The owners of this recently renovated Western Massachusetts farmhouse place a high value on hospitality. For proof, look no further than the residence itself. “They have a lot of family, and there are not a lot of places to stay nearby,” architect Nicole Migeon, AIA, says. “To make it easy for everyone to visit, they bought this older house on a beautiful property with views of the mountains and river.” Dubbing it the Guesthouse, they enlisted Migeon’s assistance in an era-spanning restoration-cum-addition that optimizes privacy, conviviality, and the fullest experience of an extraordinary rural site.
“It was a beautiful house, probably built sometime between the 1780s and 1810,” Migeon says, but a lot of work would be required before the first suitcase rolled across the threshold. In typical farmhouse fashion, the original Federal-style house had been expanded over the decades, first with an ell and an attached barn, and later with a motley assortment of additions, none of which Migeon deemed worth saving. The siding and finishes were in rough shape throughout, and all the systems were ready for replacement, she says, “so we just stripped it all back, except for the farmhouse and the old barn,” removing the substandard additions and gutting the remaining structures to the framing and sheathing.
Migeon accommodated the clients’ extensive program by judiciously reordering spaces within the main house and ell and filling the footprint between the ell and the original small barn—now dubbed the Fishing Barn—with a larger, barnlike addition. The main house’s modestly scaled rooms and relatively low ceilings made it well suited for bedrooms and other private spaces, says Migeon, who preserved the existing center stair hall to define a ground-floor circulation spine that leads from the entry door through the original building to the new barn. “You can stand at the front door and see straight through the house and out into the garden,” Migeon says.
Taking her cue from the clients’ keen appreciation of older buildings, Migeon committed to preserving as much of the original main house and ell as possible. “If we could save something, we would,” she says, “and if not, we would replicate it and make it quite similar to the way it would have been during that time period.”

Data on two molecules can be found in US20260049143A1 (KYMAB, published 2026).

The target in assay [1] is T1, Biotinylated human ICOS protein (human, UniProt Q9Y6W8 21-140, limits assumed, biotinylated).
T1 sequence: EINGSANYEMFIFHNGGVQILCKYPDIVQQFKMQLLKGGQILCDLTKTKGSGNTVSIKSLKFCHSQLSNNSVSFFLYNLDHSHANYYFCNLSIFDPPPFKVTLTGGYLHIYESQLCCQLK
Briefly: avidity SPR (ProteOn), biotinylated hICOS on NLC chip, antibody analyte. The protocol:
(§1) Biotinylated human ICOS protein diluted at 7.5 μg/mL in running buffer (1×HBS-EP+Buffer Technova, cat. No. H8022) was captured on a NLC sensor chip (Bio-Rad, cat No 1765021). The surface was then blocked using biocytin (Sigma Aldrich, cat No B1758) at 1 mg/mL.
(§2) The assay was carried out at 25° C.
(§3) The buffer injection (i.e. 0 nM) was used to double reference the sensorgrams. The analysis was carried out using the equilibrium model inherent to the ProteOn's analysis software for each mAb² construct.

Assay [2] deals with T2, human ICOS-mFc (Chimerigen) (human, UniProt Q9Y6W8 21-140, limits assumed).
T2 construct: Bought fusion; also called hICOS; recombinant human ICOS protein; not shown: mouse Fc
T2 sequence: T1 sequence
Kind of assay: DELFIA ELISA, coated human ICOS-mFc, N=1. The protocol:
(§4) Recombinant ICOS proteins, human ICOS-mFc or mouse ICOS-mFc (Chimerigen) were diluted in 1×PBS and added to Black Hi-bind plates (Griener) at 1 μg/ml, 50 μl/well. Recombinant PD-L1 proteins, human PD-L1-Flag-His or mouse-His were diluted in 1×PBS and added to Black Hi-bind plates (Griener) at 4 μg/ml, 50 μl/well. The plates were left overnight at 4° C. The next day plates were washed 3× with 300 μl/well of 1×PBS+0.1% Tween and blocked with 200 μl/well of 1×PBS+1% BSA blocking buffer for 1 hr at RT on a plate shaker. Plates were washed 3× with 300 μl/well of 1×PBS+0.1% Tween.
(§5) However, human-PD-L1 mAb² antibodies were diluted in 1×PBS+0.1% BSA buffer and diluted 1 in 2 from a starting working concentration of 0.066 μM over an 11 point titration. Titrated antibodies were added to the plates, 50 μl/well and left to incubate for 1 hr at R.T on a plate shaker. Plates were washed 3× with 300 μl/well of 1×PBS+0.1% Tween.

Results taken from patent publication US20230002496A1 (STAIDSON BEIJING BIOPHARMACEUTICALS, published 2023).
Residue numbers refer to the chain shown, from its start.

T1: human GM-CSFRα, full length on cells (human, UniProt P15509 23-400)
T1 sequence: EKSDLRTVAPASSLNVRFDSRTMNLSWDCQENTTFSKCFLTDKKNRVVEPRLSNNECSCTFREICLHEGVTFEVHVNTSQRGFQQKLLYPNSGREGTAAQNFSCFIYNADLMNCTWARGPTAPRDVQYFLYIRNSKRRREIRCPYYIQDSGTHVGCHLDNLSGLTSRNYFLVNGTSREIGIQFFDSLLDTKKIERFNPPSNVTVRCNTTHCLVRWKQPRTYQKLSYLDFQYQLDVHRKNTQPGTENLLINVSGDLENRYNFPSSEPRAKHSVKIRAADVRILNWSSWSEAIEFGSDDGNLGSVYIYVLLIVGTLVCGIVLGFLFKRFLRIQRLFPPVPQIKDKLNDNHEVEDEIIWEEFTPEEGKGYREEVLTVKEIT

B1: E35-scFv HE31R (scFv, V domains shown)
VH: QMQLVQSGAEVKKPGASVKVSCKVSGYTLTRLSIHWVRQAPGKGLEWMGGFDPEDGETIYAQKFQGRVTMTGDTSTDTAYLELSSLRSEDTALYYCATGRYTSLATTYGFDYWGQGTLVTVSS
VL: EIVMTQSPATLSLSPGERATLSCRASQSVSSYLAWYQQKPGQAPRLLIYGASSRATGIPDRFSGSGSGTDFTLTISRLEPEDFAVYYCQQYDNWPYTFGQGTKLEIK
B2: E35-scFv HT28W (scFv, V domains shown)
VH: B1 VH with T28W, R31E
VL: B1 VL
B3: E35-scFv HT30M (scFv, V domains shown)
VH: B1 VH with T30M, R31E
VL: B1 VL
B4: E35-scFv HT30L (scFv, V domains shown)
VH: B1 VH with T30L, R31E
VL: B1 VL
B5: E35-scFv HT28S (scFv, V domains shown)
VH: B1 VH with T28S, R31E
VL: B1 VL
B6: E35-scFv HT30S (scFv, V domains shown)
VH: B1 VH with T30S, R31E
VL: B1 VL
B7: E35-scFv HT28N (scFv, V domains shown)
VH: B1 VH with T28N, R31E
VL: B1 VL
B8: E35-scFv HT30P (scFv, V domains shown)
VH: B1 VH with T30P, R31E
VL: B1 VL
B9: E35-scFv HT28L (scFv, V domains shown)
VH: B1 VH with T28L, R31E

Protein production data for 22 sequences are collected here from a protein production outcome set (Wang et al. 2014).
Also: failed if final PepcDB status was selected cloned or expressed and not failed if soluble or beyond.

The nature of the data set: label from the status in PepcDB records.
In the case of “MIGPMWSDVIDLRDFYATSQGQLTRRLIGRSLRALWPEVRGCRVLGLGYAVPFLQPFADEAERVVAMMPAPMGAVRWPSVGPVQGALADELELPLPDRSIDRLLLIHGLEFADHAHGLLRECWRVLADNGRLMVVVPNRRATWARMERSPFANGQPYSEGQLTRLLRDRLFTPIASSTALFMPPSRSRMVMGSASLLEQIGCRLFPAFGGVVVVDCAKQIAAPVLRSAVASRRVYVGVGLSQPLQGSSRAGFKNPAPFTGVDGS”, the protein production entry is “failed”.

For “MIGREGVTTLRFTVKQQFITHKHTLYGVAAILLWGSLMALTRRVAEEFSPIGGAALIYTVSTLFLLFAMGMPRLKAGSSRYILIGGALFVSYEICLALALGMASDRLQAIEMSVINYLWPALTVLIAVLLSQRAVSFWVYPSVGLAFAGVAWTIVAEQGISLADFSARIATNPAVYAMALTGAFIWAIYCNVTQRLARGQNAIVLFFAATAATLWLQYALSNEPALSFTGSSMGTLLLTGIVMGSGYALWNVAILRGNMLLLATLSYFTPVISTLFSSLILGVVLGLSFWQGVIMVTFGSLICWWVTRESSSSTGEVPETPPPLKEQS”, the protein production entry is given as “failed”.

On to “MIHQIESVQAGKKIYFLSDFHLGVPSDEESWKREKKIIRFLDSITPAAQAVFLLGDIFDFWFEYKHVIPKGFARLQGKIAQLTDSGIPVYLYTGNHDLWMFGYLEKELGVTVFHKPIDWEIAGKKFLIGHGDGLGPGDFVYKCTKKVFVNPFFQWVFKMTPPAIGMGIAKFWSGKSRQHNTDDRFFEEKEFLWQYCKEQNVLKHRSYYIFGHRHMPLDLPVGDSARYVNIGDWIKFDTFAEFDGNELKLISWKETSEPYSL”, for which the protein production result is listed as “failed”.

Still, builder Chris Seaver’s crew removed a lot of material before beginning to rebuild. “All the siding, all the plaster … right down to the bones basically,” Seaver says. There’s a new [zinc] roof, new siding, new exterior and interior trim, new insulation, new mechanicals.” Seaver’s team replastered the walls and ceilings, refinished the original pine plank flooring, replaced damaged interior trim with material milled to match the original profiles, restored original fireplace mantels, and matched any doors that were beyond repair with period replicas. “The door hardware and hinges are historically correct,” Seaver says. “The traditional thumb latches were made by a local blacksmith.” Migeon, who executed the interior design as well as the architecture, specified wallpaper and furnishings that preserve the period atmosphere, with only the occasional minimalist modern lighting fixture as a knowing gesture to the present day.
Migeon took greater liberties with the ell at the ground floor, clearing existing partitions for an expansive space that includes a kitchen, a lounge area with a bar and banquette seating, and a dining area whose custom farmhouse table—of Migeon’s design—expands to seat up to 16 people. The open plan supports the contemporary concept of cooking, dining, and entertaining as combined, communal experiences. Yet here, too, the finish materials and detailing remain firmly in period character, including painted, flat-panel custom cabinetry and the original wide pine flooring, patched where necessary with salvaged material of the same vintage.